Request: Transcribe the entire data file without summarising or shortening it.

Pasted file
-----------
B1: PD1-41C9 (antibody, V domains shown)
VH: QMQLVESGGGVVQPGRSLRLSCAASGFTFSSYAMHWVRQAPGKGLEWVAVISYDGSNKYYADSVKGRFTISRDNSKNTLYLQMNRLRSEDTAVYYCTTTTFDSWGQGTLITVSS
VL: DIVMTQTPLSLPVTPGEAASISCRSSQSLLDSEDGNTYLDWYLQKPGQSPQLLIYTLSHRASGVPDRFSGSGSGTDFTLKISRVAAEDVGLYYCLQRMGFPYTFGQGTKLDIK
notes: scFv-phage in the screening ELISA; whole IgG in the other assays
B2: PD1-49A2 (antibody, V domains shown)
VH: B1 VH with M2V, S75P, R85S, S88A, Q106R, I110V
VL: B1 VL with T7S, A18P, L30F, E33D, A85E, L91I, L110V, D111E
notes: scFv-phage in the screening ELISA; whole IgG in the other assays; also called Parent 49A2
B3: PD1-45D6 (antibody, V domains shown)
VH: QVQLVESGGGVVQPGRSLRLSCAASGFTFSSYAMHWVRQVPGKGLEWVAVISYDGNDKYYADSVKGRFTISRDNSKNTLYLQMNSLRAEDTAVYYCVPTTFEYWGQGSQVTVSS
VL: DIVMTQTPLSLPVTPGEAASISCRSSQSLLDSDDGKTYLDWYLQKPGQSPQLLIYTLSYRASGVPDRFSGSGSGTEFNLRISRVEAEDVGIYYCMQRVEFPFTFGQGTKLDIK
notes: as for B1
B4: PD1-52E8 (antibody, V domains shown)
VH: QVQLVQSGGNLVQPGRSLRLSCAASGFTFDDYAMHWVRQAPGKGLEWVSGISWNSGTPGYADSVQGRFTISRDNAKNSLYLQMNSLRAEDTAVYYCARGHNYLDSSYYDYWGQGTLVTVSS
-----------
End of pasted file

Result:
B1: PD1-41C9 (antibody, V domains shown)
VH: QMQLVESGGGVVQPGRSLRLSCAASGFTFSSYAMHWVRQAPGKGLEWVAVISYDGSNKYYADSVKGRFTISRDNSKNTLYLQMNRLRSEDTAVYYCTTTTFDSWGQGTLITVSS
VL: DIVMTQTPLSLPVTPGEAASISCRSSQSLLDSEDGNTYLDWYLQKPGQSPQLLIYTLSHRASGVPDRFSGSGSGTDFTLKISRVAAEDVGLYYCLQRMGFPYTFGQGTKLDIK
notes: scFv-phage in the screening ELISA; whole IgG in the other assays
B2: PD1-49A2 (antibody, V domains shown)
VH: B1 VH with M2V, S75P, R85S, S88A, Q106R, I110V
VL: B1 VL with T7S, A18P, L30F, E33D, A85E, L91I, L110V, D111E
notes: scFv-phage in the screening ELISA; whole IgG in the other assays; also called Parent 49A2
B3: PD1-45D6 (antibody, V domains shown)
VH: QVQLVESGGGVVQPGRSLRLSCAASGFTFSSYAMHWVRQVPGKGLEWVAVISYDGNDKYYADSVKGRFTISRDNSKNTLYLQMNSLRAEDTAVYYCVPTTFEYWGQGSQVTVSS
VL: DIVMTQTPLSLPVTPGEAASISCRSSQSLLDSDDGKTYLDWYLQKPGQSPQLLIYTLSYRASGVPDRFSGSGSGTEFNLRISRVEAEDVGIYYCMQRVEFPFTFGQGTKLDIK
notes: as for B1
B4: PD1-52E8 (antibody, V domains shown)
VH: QVQLVQSGGNLVQPGRSLRLSCAASGFTFDDYAMHWVRQAPGKGLEWVSGISWNSGTPGYADSVQGRFTISRDNAKNSLYLQMNSLRAEDTAVYYCARGHNYLDSSYYDYWGQGTLVTVSS